And as with all stadia, there are plenty of impressive sounding statistics. Stadium designer Populous – a specialist in sports architecture – says the venue features 50km of seats lined up side by side, and glass balustrades in 56 different colours.

Above this bowl is the main stadium structure – featuring the temporary upper seating tier – which is made from tubular steel. Seats are in black and white, to allow the Olympics branding to stand out.

External colour is provided by an exterior wrap, which will circle the entire stadium. Initial talk suggested that this would either be made from a sustainable material, or take in interactive elements. Last year Dow Chemical announced it would sponsor the wrap.
The wrap has been designed by artist Sophie Smallhorn and installed in a project with a total cost of £7 million. It is formed from canvas banners that run from the top to the bottom of the stadium’s exterior, creating 300 ‘doorways’.
The wrap uses the four main brand colours of the Olympics logo – green pink and orange – with each colour designating one of the four stadium entrances.

Part of the roof’s supporting structure is 2,500 tonnes of steel tubing recycled from old gas pipelines.

Watch more at http://www.channel5.com/shows/megastructures-londons-olympic-stadium

The very first instruction to designers of London’s Olympic cauldron was a blunt directive: no moving parts.
What resulted was an elaborate creation involving 204 moving pieces, each representing the coming together of the competing countries.

Creator Thomas Heatherwick said Saturday that test runs on the cauldron were done in secret in the north of England before the assembly was brought to the stadium and discreetly tested this week — but only after airspace restrictions prevented news helicopters from getting an advance look.

Heatherwick said the design sought to project a world unified by sport.

Petal-shaped heat elements made from hammered copper were created for each country and then carried into the stadium by children during the parade of countries. At the end of the games, each of these petals will be given to each nation and the cauldron would ‘dismantle itself’ and disappear.

“We were aware that cauldrons have been getting bigger, higher and fatter as each Olympics has happened and we felt that we shouldn’t try to be even bigger than the last ones,” he said.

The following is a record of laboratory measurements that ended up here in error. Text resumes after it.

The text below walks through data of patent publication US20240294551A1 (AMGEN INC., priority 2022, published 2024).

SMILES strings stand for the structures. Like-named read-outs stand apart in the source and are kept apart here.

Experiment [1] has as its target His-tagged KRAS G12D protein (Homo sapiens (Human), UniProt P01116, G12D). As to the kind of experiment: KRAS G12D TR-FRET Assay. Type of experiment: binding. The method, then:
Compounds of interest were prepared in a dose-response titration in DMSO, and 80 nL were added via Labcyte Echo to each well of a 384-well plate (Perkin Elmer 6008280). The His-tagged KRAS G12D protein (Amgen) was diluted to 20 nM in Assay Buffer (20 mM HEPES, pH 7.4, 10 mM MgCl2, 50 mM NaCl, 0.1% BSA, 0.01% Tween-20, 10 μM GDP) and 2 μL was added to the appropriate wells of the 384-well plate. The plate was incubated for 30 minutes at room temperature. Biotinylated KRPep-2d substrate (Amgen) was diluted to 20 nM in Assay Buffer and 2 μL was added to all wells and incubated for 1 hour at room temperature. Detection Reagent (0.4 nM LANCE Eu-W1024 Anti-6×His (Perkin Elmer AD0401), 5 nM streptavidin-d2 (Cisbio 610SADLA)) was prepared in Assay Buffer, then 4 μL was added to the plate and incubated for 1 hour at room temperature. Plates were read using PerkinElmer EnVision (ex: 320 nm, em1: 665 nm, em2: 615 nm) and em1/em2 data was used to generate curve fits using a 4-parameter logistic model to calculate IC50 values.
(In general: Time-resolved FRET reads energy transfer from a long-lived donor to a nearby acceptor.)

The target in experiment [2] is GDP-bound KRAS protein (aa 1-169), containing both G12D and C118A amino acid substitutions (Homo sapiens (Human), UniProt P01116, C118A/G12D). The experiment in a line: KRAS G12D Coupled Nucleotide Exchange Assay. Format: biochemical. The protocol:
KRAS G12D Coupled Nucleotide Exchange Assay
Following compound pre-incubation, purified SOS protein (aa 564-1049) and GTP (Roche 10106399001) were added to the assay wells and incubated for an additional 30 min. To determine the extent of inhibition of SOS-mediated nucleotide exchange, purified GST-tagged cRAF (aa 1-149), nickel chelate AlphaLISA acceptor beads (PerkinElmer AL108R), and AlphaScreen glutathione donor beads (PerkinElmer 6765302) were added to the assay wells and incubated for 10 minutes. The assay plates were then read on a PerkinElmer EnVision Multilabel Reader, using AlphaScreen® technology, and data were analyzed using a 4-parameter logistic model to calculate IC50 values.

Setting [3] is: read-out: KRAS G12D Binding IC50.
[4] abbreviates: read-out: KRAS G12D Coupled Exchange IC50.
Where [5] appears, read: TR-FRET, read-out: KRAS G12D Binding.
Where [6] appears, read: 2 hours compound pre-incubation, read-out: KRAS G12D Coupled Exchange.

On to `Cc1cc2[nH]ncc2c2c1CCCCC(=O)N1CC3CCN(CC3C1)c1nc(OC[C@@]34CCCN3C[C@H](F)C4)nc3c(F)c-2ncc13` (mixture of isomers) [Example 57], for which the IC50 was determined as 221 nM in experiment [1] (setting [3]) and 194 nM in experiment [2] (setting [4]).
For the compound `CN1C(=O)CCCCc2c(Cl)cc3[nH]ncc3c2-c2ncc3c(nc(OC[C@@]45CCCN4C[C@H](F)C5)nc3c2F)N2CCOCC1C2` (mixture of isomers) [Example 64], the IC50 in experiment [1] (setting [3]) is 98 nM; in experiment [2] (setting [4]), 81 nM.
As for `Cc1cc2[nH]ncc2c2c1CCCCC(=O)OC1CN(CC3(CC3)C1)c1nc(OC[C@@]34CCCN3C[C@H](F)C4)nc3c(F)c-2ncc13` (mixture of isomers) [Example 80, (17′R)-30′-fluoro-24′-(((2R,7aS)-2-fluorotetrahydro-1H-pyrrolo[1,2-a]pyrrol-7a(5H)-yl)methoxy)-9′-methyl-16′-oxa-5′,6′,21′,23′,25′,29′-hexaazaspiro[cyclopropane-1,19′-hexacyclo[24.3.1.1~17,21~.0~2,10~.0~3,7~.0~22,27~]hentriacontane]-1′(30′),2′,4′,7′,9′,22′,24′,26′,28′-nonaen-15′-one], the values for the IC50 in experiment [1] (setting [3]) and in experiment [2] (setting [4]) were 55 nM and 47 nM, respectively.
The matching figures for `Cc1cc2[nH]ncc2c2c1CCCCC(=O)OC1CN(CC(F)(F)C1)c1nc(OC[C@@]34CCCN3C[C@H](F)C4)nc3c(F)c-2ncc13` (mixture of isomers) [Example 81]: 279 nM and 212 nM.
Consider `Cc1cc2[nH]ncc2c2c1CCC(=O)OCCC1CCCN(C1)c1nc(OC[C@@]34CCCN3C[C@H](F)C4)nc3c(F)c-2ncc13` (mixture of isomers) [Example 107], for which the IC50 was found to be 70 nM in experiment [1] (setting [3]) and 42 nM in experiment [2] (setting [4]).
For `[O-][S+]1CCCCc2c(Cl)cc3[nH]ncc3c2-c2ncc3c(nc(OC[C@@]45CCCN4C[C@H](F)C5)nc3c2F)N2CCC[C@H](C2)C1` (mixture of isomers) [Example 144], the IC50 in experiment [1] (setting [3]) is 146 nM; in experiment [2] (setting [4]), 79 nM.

“It didn’t feel enough to just design a different shape of bowl on a stick, and so we were trying to think from the most fundamental where – as much as how – as much what, and working with Danny [Boyle] on who would make this happen.”
He said that the concept of having no cauldron, “the stadium having no ‘thing’ in it”, was how he approached the design.
He was aiming for “these 204 very small, humble objects where they come together and rise, rear out of the surface of centre the stadium”.

The copper petals were made by traditionally skilled craftsmen of the sort who used to roll sheet metal to make body parts for car makers such as Bentley, according to Heatherwick.
The cauldron was made by Australian firm FCT Flames, which specialises in the design, manufacture and operation of flame effects for ceremonial events.

The Olympic Torch has been the most visible of the London 2012 Olympic design icons in the run-up to the Games.

Since starting its journey around Britain on 19 May, the torch has rarely been out of the newspapers, and we’ve had a rare opportunity to see an Olympic design go through product testing in front of a national audience.
We already knew that Barber Osgerby’s torch – winner of the Design Museum’s Design of the Year – was a beautiful object, but now we’re getting to see whether or not it’s fit for purpose.

The torch – which is made from an aluminium alloy and weights in at just over 1kg – seems to have held up pretty well to the British ‘summer’. This is despite the fact that, unusually, you can see through the holes punched in the torch to the burner unit.

In fact, these holes are the key design element of the torch: 8000 of them to represent the 8000 torchbearers who will carry it around the country.
The Guardian has had a good stab at identifying all 8000 of these torchbearers. It says that although all 8000 are named on the Locog website, there are 500 ‘mystery torchbearers’ whose biographies aren’t included.